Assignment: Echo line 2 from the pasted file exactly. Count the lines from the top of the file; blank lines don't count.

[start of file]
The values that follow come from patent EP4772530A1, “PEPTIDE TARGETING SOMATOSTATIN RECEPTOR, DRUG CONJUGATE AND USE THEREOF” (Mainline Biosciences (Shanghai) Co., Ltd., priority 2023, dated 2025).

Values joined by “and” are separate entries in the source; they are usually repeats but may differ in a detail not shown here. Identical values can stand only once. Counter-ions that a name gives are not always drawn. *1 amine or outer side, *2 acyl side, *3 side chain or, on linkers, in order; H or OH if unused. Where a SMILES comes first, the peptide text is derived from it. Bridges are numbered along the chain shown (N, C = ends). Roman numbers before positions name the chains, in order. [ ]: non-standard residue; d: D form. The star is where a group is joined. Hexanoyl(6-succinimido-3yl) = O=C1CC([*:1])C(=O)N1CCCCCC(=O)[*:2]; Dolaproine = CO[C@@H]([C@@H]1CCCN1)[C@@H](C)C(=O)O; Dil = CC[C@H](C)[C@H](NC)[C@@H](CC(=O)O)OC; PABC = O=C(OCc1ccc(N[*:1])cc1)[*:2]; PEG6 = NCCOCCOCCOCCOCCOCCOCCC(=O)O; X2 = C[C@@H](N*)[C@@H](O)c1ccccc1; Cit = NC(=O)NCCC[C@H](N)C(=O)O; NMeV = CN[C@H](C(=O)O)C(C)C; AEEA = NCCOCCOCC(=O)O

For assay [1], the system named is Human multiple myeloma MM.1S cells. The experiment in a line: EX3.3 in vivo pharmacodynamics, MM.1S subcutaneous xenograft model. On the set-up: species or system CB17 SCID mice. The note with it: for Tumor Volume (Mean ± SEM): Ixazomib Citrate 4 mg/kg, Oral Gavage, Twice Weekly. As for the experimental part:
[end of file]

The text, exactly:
Values joined by “and” are separate entries in the source; they are usually repeats but may differ in a detail not shown here. Identical values can stand only once. Counter-ions that a name gives are not always drawn. *1 amine or outer side, *2 acyl side, *3 side chain or, on linkers, in order; H or OH if unused. Where a SMILES comes first, the peptide text is derived from it. Bridges are numbered along the chain shown (N, C = ends). Roman numbers before positions name the chains, in order. [ ]: non-standard residue; d: D form. The star is where a group is joined. Hexanoyl(6-succinimido-3yl) = O=C1CC([*:1])C(=O)N1CCCCCC(=O)[*:2]; Dolaproine = CO[C@@H]([C@@H]1CCCN1)[C@@H](C)C(=O)O; Dil = CC[C@H](C)[C@H](NC)[C@@H](CC(=O)O)OC; PABC = O=C(OCc1ccc(N[*:1])cc1)[*:2]; PEG6 = NCCOCCOCCOCCOCCOCCOCCC(=O)O; X2 = C[C@@H](N*)[C@@H](O)c1ccccc1; Cit = NC(=O)NCCC[C@H](N)C(=O)O; NMeV = CN[C@H](C(=O)O)C(C)C; AEEA = NCCOCCOCC(=O)O